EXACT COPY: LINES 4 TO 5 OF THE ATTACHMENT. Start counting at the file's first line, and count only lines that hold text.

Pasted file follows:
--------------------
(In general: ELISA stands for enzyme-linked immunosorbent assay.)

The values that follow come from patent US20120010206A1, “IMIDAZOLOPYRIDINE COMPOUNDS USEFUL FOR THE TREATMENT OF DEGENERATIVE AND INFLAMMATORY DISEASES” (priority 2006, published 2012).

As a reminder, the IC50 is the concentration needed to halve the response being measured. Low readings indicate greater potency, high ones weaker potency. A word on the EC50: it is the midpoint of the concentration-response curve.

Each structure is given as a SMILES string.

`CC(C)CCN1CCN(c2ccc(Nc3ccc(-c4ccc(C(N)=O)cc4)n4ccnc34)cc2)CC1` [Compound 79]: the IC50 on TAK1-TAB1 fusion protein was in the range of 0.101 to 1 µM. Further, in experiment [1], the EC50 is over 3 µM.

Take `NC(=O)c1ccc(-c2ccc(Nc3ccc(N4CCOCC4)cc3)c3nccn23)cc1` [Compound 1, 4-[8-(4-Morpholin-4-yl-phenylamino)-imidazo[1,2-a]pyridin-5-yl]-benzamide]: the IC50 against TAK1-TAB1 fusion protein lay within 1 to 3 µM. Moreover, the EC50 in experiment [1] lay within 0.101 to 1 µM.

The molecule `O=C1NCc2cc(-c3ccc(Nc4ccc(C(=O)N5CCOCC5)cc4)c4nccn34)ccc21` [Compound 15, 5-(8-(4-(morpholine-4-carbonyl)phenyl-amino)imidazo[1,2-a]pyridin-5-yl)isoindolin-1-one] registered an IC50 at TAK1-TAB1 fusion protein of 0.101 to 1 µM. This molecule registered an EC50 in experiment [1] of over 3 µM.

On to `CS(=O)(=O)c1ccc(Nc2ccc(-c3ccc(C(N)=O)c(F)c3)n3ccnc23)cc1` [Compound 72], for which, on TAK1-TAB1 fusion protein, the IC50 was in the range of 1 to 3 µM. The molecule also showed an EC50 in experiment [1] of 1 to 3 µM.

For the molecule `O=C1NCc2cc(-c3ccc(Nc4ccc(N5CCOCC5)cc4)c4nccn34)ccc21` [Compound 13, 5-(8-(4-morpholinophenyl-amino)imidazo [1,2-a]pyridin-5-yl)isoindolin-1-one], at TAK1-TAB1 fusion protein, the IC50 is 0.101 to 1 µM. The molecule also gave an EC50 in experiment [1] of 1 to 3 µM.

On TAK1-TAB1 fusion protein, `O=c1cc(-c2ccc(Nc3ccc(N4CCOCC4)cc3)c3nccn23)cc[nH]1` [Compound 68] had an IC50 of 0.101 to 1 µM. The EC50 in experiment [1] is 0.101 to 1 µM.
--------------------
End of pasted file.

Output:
Each structure is given as a SMILES string.

`CC(C)CCN1CCN(c2ccc(Nc3ccc(-c4ccc(C(N)=O)cc4)n4ccnc34)cc2)CC1` [Compound 79]: the IC50 on TAK1-TAB1 fusion protein was in the range of 0.101 to 1 µM. Further, in experiment [1], the EC50 is over 3 µM.